Immune checkpoint inhibitors are drugs that block certain proteins in the immune system, such as PD-1 or CTLA-4, from inhibiting immune responses against cancer cells. By doing so, these inhibitors unleash the immune system’s full potential to attack the tumor. Drugs like pembrolizumab (Keytruda) and ipilimumab (Yervoy) have been successful in treating various cancer types.
2. T-Cell Transfer Therapy
In this technique, T cells (a type of white blood cell) are extracted from the patient, genetically modified or enhanced in the lab, and then reintroduced into the patient’s body. These “supercharged” T cells can more effectively target and destroy cancer cells. Chimeric Antigen Receptor T-cell (CAR-T) therapy and tumor-infiltrating lymphocyte therapy are the two main types of T-cell therapy.
3. Monoclonal Antibodies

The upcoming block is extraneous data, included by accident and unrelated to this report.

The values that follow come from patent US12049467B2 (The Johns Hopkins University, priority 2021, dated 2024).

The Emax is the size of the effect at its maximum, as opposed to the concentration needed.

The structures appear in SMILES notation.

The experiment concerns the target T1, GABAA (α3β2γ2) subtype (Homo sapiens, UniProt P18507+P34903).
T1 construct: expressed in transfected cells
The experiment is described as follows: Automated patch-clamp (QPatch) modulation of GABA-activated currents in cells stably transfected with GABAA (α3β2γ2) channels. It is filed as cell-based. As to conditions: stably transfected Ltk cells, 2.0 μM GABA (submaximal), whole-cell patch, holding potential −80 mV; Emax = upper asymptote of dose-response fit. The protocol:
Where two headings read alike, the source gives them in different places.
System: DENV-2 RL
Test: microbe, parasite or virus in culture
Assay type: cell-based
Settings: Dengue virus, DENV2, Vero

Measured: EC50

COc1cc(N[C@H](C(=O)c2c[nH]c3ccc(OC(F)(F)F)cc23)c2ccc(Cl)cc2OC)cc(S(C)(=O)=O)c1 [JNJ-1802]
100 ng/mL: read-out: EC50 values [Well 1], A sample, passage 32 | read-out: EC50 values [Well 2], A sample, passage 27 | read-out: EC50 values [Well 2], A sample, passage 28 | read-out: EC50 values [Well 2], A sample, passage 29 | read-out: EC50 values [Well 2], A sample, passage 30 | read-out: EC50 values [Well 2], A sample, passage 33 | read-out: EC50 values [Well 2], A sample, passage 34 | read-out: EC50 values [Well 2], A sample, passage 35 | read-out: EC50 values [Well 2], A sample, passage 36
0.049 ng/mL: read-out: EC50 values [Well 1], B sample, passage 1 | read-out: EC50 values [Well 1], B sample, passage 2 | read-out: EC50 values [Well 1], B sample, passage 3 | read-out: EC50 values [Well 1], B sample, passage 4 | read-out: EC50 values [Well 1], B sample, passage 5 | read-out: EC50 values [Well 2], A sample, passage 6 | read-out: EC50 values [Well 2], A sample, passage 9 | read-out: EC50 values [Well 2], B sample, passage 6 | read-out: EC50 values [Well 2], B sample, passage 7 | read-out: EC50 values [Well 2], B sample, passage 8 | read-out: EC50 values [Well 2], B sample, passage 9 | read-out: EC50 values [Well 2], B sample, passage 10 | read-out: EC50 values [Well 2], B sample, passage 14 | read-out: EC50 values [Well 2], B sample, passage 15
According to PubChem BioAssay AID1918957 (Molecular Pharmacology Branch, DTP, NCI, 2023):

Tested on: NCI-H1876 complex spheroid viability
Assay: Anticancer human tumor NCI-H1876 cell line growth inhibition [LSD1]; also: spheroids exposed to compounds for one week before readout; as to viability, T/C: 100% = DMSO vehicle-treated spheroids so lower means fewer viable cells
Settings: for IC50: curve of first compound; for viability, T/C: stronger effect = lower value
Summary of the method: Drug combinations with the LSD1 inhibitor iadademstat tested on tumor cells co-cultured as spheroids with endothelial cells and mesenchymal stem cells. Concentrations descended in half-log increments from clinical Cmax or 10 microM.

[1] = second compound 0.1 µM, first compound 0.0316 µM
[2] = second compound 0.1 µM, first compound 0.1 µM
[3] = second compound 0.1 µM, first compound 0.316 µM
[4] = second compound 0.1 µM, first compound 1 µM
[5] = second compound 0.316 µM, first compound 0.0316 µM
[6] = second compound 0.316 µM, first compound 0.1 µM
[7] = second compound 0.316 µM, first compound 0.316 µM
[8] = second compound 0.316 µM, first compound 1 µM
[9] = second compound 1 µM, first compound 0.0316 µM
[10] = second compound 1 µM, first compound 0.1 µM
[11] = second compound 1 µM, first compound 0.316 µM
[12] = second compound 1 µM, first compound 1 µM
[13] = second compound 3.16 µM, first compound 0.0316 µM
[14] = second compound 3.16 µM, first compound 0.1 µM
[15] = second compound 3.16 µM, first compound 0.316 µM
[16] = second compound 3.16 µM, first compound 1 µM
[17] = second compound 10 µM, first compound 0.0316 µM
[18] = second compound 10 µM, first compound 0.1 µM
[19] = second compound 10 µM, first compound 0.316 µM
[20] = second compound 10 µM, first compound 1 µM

Monoclonal antibodies are synthetic antibodies designed to recognize specific proteins on cancer cells. When administered to patients, these antibodies can either tag cancer cells for destruction by the immune system or disrupt the growth and division of cancer cells. Trastuzumab (Herceptin) and rituximab (Rituxan) are examples of monoclonal antibodies used in cancer treatment.
4. Cancer Vaccines
Cancer vaccines, also known as therapeutic vaccines, stimulate the immune system to recognize and attack cancer cells. These vaccines are distinct from preventive vaccines like those for measles or polio. Sipuleucel-T (Provenge), used in the treatment of advanced prostate cancer, is a notable example of a cancer vaccine.
5. Immune System Modulators
Certain drugs can help enhance the immune system’s response to cancer by boosting the production of immune cells or altering the tumor microenvironment. Interferons and interleukins are examples of immune system modulators used in cancer treatment.
What Cancers Does Immunotherapy Treat?
Immunotherapy has shown remarkable potential in treating a wide range of cancers. It has been particularly effective against certain types, including: